CEAD and partners host a conference on (re)writing history

All the delegates and presenters that attended the conference at MUT, while others connected online

The University, together with its partners, has taken a giant step to change the history of Umlazi Township and other parts of the KwaZulu-Natal Province. From 6-9 December 2022, the  Community Engagement and Development Directorate (CEAD), with partners from Umlazi Township, Engonyameni Tribal Authority, Durban University of Technology (DUT), University of KwaZulu Natal (UKZN) and Non-Governmental Organisations in and around Durban held a conference to write and rewrite the history of places like Umlazi Township, Clermont and KwaDabeka, Edendale, and Mangosuthu University of Technology (MUT) itself.

Delivering opening remarks on the second day of the conference, when MUT was the conference host for the day and presented to the hybrid audience, the Deputy Vice-Chancellor for Research, Innovation, and Engagement (DVC:RIE), Professor Nokuthula Sibiya, said that the conference came at the right time “when MUT, according to its Strategic Plan 2020-2025, presents a shared vision to establish itself as an anchor institution for Umlazi that will be bearing fruits”. Professor Sibiya described the conference as a “memorable event in the history of MUT”.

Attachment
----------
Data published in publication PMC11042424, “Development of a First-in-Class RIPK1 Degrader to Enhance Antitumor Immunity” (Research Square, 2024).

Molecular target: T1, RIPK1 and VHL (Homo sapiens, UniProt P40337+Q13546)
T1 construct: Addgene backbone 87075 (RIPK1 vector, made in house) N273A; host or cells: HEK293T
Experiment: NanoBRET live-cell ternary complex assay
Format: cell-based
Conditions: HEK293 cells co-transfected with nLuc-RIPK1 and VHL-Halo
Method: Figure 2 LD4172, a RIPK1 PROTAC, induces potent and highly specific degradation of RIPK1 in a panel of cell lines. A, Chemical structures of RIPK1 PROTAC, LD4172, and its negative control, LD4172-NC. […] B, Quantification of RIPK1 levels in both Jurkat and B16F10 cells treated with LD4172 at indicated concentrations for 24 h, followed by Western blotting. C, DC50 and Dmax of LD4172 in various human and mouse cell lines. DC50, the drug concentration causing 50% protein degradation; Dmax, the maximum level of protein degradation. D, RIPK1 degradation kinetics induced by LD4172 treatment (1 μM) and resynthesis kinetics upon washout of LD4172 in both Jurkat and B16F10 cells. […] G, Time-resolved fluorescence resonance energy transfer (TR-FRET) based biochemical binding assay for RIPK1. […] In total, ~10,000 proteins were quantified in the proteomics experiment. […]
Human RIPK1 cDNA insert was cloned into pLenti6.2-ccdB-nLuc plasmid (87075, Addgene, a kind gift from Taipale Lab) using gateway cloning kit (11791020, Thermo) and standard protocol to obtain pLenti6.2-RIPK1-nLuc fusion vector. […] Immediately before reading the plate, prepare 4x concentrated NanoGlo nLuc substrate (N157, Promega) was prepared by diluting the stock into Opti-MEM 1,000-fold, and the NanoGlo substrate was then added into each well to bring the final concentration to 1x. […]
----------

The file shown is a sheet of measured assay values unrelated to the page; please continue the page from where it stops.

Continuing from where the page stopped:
The objectives of the conference laid bare the intentions of its organisers, which Professor Sibiya acknowledged. The conference aimed at building a network of collaboration with all relevant local, provincial, continental and international communities. This objective was highlighted by several presenters, from all the participating sites.

The presenters highlighted the centrality of local communities, from whose perspective their history should be told. That is the reason the CEAD lined up a group of locals and recorded their perspectives on the various segments of the history of Umlazi Township. For instance, the 69-year-old Musa Dumisa talked about the general history of Umlazi Township, while 81-year-old Monica Mkhize’s presentation was on the role played by the church in the history of Umlazi Township. The 72-year-old Mpisikayihlangulwa Nombela, an induna in the Cele Tribal Authority, told conference delegates about the history of the Cele tribe, on whose land the township and the University are built. The Cele tribe is now on the western outskirts of the township.